Adonija Kimanzi a counsellor, says women consulting male gynaecologists is not a big deal because they do so for professional services. He adds that he has no issue with his wife seeing a male gynaecologist.

“I don’t find it abnormal for my wife to see a male gynaecologist if she’s comfortable with it. If he is competent and ethical, then that’s fine,” he says.

Mr Kimanzi says the only thing that can discourage a woman from seeing a male gynaecologist is if she experienced sexual assault or violence like rape in her past life. He notes that adolescent or young girls may find it unsettling visiting male gynaecologists compared to mature and older women.

In Dr Kigen’s view, some women are comfortable with male gynaecologists due to religious or cultural factors thus female gynaecologists become instrumental in bridging this gap.

“You find some men saying ‘I cannot allow a male gynaecologist to attend to my wife’. Muslims also tend to prefer female gynaecologists because of their religious beliefs,” says Dr Kigen.

Yet, Clarice Awino, a 30-year-old banker, swears by male gynaecologists.

“I started with a male gynaecologist and in all honesty will stick with one my entire life. Was telling my husband that I wish he was also practicing as a general practitioner. His gentleness, attention to small details and level of professionalism do not disappoint. Moreover, I’m naturally a difficult person and he has a gentle way of explaining to me why certain things have to be done. Definitely males are my first choice,” says the mother of two.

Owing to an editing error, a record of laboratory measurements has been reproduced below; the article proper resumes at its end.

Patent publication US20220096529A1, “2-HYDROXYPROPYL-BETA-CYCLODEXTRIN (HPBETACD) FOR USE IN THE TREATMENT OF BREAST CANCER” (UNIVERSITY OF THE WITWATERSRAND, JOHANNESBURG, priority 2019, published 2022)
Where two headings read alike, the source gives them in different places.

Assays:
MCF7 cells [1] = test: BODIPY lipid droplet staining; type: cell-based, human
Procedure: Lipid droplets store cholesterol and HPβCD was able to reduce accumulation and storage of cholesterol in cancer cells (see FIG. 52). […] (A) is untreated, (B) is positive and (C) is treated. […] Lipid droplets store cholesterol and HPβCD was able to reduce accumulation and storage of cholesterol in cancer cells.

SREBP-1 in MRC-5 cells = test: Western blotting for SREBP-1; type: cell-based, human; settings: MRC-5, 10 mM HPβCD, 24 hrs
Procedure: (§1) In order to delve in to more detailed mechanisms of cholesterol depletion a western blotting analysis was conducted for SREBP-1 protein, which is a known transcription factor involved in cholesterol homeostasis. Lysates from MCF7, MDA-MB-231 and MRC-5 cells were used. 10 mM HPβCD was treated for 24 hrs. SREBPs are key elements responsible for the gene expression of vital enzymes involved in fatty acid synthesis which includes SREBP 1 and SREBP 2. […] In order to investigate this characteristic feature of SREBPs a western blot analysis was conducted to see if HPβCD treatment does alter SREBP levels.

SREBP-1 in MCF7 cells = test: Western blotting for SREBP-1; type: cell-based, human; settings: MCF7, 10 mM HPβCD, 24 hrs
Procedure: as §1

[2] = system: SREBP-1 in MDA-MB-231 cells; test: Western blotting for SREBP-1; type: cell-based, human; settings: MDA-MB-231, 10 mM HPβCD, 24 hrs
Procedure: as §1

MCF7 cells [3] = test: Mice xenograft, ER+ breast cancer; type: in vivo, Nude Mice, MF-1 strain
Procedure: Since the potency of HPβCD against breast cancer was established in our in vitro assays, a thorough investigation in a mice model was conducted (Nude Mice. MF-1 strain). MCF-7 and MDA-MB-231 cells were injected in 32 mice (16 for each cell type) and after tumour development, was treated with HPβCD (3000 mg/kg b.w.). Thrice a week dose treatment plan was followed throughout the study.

As some women swear by male gynaecologist, we ask Dr Kigen what his wife thinks of his profession.

“When I started my practice, my wife was uncomfortable with this guy who has to leave the house at 2am to attend to an emergency. Or cancelling travel plans at the eleventh hour because I have been held up by a client. Over time, however, she has learnt to adjust and understand it is work, it’s a profession,” he says.

On what inspired him to pursue a profession where he has worked for the last 18 years, he gives a witty response: “After nine months, we are able to see results!” he says with a cheeky smile.

Dr Kigen says he gets fulfilment in seeing a happy mother and healthy baby every time he walks with an expectant woman during her pregnancy journey. 

This line of medicine is faced with challenges too. Dr Wanyoike says losing a patient due to complications during delivery is one of the most depressing moments.

Similar sentiments are expressed by Dr Kigen to whom the loss of a mother, especially through post-partum haemorrhage (where a mother experiences excessive bleeding after delivery resulting in death)

“It is one of the most difficult moment a doctor faces during his or her practice,” says the 52-year-old doctor.